Bupropion Differentially Alters the Aversive, Locomotor and Rewarding Properties of Nicotine in CD-1 Mice
Pharmacology, Biochemistry and Behavior
The present experiments determined the effects of bupropion on the motivational (aversive and rewarding) and locomotor properties of nicotine in CD-1 mice. Preliminary experiments determined effective nicotine doses (0.1–2.0 mg/kg) to produce a conditioned taste aversion (CTA) or conditioned place preference (CPP; Experiments 1a and 2a, respectively). Mice were administered vehicle or bupropion (1–20 mg/kg) followed by vehicle or nicotine after drinking saccharin during CTA training (Experiment 1b). Mice were administered vehicle or bupropion (1–20 mg/kg) 15 (Experiment 2b) or 30 (Experiment 2c) minutes (min) prior to vehicle or nicotine during CPP training. The two highest nicotine doses produced CTAs and a moderate nicotine dose (0.4 mg/kg) produced a CPP. Bupropion dose-dependently blocked nicotine CTA. For the 15-min pretreatment interval, bupropion dose-dependently increased locomotor activity and produced CPPs when administered alone; whereas for the 30-min pretreatment interval, only the highest bupropion dose increased locomotor activity and produced a CPP. However, bupropion failed to alter nicotine CPP and the co-administration of bupropion and nicotine did not increase locomotor activity more so than when bupropion was administered alone regardless as to the pretreatment interval. Thus, bupropion selectively altered the aversive properties of nicotine in CD-1 mice.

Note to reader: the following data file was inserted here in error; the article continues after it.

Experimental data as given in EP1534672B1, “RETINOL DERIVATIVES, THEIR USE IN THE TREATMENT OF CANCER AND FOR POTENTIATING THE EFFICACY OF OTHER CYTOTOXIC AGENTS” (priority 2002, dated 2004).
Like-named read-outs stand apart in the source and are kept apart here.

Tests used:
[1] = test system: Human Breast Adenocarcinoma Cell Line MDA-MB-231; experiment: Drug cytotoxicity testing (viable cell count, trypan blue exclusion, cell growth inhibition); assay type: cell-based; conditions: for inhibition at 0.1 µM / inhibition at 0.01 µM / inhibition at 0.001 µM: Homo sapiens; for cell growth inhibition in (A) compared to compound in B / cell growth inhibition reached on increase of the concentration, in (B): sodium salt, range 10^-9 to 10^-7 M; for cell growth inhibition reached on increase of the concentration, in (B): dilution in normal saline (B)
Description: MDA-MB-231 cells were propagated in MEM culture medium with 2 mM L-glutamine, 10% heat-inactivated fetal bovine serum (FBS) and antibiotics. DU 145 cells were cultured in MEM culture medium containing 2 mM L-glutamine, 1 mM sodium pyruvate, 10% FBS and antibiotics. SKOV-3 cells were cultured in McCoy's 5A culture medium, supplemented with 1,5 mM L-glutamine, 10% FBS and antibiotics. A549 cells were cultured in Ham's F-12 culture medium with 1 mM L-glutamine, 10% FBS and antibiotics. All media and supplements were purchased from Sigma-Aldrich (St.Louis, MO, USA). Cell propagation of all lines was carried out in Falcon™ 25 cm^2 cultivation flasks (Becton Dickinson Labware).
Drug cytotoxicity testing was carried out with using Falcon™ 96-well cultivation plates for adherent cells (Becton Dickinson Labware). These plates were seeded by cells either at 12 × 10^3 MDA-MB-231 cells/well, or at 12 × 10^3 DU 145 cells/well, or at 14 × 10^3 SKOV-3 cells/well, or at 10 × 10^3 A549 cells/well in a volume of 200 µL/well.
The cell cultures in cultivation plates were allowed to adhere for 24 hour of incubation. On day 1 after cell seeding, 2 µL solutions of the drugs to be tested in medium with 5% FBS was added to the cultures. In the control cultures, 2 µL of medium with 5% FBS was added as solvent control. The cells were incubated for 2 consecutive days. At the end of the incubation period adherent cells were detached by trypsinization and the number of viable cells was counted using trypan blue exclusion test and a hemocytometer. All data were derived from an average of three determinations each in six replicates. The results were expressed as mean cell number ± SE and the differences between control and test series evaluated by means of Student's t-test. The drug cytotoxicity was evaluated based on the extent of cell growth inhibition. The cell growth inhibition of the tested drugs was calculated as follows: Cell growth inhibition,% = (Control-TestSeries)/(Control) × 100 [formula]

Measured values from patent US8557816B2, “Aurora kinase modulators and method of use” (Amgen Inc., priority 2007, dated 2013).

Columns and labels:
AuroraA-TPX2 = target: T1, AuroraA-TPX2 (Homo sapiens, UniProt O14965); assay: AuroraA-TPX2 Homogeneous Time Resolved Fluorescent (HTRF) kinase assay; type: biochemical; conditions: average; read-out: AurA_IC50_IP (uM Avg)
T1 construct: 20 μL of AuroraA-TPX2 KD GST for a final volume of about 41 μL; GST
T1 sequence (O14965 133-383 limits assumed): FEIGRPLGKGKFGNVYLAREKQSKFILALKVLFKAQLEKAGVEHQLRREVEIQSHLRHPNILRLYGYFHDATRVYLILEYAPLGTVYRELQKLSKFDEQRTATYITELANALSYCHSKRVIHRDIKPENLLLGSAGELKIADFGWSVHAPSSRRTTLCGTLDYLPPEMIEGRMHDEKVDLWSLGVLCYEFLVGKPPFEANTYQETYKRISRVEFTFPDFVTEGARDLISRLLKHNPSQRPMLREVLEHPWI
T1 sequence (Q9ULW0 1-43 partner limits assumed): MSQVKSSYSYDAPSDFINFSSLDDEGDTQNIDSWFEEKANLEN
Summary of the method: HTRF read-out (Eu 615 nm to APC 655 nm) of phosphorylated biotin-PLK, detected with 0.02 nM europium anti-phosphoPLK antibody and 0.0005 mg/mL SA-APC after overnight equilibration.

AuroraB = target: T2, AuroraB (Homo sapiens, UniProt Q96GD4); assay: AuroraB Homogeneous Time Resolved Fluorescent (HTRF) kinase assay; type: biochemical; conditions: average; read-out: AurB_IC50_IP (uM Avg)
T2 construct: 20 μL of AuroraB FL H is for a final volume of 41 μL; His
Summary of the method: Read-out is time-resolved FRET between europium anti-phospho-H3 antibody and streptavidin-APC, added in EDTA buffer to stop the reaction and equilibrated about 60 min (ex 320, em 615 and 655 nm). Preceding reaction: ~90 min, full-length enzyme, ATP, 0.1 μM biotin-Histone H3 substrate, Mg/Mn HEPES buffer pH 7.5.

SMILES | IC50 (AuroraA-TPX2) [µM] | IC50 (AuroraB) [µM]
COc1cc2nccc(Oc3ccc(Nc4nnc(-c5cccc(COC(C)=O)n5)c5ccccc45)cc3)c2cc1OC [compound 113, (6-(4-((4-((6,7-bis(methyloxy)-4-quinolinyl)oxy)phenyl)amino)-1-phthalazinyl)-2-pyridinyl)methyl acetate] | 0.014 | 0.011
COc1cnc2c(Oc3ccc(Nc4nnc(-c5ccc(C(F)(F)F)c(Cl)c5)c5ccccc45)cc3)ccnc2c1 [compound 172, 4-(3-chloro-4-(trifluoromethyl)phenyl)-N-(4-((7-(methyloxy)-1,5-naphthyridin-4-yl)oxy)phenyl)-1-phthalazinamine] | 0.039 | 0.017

Rauhut, Anthony S., Michael Hawrylaka, and Stacey K. Mardekian. "Bupropion Differentially Alters the Aversive, Locomotor and Rewarding Properties of Nicotine in CD-1 Mice." Pharmacology, Biochemistry and Behavior 90, no. 4 (2008): 598-607.